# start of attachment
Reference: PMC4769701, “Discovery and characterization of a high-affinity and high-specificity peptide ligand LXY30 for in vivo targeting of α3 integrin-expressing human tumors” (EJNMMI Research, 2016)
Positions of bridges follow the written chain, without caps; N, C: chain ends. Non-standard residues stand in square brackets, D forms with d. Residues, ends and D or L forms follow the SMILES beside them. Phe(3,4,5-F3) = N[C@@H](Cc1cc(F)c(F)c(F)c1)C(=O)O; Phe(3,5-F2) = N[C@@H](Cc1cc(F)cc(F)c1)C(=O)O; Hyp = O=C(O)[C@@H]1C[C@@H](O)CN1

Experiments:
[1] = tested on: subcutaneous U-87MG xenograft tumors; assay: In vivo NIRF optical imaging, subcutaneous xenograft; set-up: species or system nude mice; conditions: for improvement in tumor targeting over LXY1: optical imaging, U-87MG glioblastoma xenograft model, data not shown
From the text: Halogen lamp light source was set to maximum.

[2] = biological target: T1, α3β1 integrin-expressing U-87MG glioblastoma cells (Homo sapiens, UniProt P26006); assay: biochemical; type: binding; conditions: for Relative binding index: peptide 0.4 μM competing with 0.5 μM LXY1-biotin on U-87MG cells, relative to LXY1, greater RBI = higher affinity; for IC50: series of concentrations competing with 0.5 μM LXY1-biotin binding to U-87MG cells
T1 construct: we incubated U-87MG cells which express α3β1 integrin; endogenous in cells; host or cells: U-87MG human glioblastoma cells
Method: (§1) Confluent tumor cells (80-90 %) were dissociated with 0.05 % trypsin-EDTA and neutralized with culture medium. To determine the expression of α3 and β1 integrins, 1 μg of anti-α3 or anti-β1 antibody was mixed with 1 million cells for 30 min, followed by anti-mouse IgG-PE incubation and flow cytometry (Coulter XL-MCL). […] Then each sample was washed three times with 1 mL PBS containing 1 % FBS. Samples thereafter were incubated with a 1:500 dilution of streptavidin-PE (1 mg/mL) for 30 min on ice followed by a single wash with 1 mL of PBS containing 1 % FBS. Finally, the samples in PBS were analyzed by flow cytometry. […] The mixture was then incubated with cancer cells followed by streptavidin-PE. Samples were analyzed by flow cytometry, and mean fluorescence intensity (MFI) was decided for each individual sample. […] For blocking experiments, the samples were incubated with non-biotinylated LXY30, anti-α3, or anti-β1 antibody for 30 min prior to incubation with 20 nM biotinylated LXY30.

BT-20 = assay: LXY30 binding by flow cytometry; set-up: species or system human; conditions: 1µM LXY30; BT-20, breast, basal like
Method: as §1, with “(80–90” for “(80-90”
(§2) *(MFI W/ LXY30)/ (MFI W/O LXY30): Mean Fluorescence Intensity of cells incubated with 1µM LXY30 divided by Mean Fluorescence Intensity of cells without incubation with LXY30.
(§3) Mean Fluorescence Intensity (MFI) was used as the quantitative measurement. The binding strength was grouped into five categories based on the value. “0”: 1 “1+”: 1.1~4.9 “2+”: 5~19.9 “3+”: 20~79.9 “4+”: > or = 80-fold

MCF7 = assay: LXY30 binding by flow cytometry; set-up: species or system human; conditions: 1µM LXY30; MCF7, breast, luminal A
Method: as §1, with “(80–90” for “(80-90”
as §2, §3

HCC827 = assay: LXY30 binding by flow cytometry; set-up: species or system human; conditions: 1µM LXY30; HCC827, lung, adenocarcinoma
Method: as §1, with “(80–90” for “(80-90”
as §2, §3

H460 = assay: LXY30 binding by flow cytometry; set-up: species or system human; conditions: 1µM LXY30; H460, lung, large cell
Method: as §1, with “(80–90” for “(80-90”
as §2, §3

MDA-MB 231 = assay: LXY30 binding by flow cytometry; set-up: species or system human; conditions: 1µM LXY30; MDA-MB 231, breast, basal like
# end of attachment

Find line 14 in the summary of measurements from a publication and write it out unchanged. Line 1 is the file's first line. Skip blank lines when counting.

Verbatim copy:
Method: as §1, with “(80–90” for “(80-90”